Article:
Students who struggle with hearing loss often worry when it’s time to go back to school. School presents challenges for every student, and with hearing loss, these challenges feel ten times harder. However, by implementing simple and effective communication strategies, students will be able to get the most out of their school year.
Communication Tips for Teachers:
It’s very important teachers to get to know and understand the individual needs of students with hearing loss. Hearing loss is unique for everyone, and no two people experience it the same way. Therefore, students will have different preferences when it comes to maximizing hearing and communication. It would be a good idea to meet with the child and their parents to discuss what are some things you can all do to create effective communication for the child in the classroom. Some ideas include the following:
- Limit Background Noises — Loud background noises make it extremely difficult for someone with hearing loss to follow conversations. Although sometimes students will be chaotic and noisy, it’s important to try to keep control of the classroom and the volume at a normal level.
- Address the Child by name — This helps the student with hearing loss understand that you are speaking to him / her.
- Repeat the Question — Try to be as repetitive as you can when asking a question. Students with hearing loss may not have been able to pick up on it the first time around. Also, try to remember to repeat the question that a student may have asked.
- Project Your Voice — Try to project your voice and speak as clearly as you can, especially if you are a soft speaker. This way, students will be able to hear you and there will be less instances of them needing you to repeat the question.
- Be Patient — It can be difficult to try to manage a classroom full of energetic kids and at the same time make sure that students with hearing loss are getting the proper attention to comprehend the lesson being taught. Another idea to consider is asking the school if there are any classroom aides or student teachers that would be able to help out.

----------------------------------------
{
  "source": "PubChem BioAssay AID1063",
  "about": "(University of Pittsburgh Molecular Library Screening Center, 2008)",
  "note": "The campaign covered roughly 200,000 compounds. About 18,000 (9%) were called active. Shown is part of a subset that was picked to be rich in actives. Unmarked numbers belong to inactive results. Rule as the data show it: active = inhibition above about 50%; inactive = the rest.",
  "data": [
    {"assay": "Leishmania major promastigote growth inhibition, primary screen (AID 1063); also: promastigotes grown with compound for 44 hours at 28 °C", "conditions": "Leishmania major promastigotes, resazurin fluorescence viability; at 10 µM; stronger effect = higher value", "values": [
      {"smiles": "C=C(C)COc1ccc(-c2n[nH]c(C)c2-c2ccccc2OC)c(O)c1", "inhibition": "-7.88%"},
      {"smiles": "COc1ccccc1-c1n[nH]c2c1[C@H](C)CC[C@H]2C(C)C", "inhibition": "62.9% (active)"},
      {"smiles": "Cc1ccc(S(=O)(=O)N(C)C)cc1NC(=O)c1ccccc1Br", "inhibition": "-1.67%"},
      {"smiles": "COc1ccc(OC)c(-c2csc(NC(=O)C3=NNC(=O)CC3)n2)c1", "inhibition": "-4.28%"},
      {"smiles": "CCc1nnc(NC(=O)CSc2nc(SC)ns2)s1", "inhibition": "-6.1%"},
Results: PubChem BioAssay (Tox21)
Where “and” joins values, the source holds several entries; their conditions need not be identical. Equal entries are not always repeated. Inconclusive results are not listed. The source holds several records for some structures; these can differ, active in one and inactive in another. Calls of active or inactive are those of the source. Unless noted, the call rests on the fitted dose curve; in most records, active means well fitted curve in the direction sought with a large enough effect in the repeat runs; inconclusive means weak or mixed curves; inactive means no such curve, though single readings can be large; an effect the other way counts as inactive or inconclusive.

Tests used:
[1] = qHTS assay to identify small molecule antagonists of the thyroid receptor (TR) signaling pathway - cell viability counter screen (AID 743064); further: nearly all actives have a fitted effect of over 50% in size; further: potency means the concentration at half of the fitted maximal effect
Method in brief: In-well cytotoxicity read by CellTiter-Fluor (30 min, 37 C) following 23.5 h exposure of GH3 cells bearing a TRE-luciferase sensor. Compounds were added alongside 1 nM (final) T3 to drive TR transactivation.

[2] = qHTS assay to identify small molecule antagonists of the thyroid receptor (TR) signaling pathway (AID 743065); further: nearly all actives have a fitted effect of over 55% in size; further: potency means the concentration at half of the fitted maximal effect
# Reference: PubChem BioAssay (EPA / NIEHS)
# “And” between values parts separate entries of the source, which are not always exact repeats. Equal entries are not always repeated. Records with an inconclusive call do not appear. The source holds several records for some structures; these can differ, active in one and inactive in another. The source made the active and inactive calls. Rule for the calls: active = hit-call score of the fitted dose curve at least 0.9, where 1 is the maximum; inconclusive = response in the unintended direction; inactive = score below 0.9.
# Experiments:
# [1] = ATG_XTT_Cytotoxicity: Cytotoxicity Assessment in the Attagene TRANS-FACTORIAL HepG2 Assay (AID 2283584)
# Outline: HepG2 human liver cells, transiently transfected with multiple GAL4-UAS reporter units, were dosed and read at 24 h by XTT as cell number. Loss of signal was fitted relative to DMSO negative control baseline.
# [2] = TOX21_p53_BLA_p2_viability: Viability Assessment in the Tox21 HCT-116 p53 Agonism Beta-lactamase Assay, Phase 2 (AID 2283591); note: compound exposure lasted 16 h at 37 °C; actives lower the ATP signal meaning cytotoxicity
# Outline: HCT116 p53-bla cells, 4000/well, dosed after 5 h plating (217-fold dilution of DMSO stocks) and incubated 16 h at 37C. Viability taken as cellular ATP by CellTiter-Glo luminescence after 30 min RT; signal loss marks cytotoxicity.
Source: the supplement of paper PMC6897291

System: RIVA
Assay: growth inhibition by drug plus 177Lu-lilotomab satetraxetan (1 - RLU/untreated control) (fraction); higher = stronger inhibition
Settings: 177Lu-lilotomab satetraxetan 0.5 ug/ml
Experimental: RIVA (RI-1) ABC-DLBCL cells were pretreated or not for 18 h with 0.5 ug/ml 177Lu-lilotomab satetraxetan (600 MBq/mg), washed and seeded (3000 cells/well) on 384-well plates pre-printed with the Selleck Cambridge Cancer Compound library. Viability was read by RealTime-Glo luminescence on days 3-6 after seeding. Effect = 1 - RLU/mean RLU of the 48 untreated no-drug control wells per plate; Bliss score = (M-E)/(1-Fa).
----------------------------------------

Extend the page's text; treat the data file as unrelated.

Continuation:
Communication Tips for Students:
- Ask the Teacher to Repeat the Question — If you missed the questioning asked, don’t be afraid to raise your hand and ask the teacher to repeat the question. Your other classmates who may have missed the question too will be glad you did,
- Sit in the Front — Seat yourself close to the board and in a seat where you have a clear and direct view of your teacher. This way, you have a better chance of hearing what was said and focusing on reading lips. Choosing a seat in the back corner of the classroom will not set you up for success.
- Use Live Captioning — If you are ever doing class virtually, ask the host to activate the option if it is available. Also, use the chat option to ask questions or points you missed.
- Wear Hearing Aids — If you don’t own hearing aids, consider making the investment. These can make a monumental difference in a students ability to connect learn and understand those around them. Learn more about hearing aids here [link]
- Seek Help Outside of Class — If you are finding you did not get the most out of the lesson as you had hoped for, ask your teacher if you can get extra assistance. See if you can set up a time outside of class hours where you can review and go over the material.
How to Fight Off Listening Fatigue
Have you ever felt tired after listening to someone speak for an extended period of time? This is what is known as listening fatigue and it is a common occurrence for someone who experiences hearing loss. With hearing loss, the brain must work harder to make sense of the information it receives from the inner ear, which can be mentally exhausting. After a long school day of intensely listening to friends, teachers, and conversations in a noisy lunchroom — listening fatigue often sets in. When this happens, it’s your brain’s way of saying it is time for a break.
Here are 3 things you can do when you notice you are experiencing listening fatigue:
- Go Outside – Ask permission to get a breath of fresh air outside. If this option is not available to you, try to find somewhere to close your eyes and relax for a few minutes – maybe this means asking if you can go visit the nurse.
- Eliminate Background Noise – One of the loudest environments in school is undoubtedly the lunchroom. Conversations come from every direction and students often interrupt discussions out of nowhere. For someone with hearing loss, it could feel overwhelming to keep up with everything that is going on. On days where you notice listening fatigue is setting in, maybe consider taking your lunch in a quiet environment like the library or a study hall.
- Practice Deep Breathing- When you find yourself feeling stressed and overwhelmed, spend a few minutes practicing deep breathing exercises. Doing so can help clear your mind and reduce stress and blood pressure.
Going back to school doesn’t have to be intimidating. By using these simple strategies, students and teachers can work together to establish strong communication with one another. At Lake Shore Audiology, our expert audiologists can provide specialized guidance and treatment for the specific type of hearing loss you are experiencing. Contact us today at (716) 674-4188.
Article Adapted from: https://www.hearing-speechcenter.com/blog/8-back-to-school-communication-tips/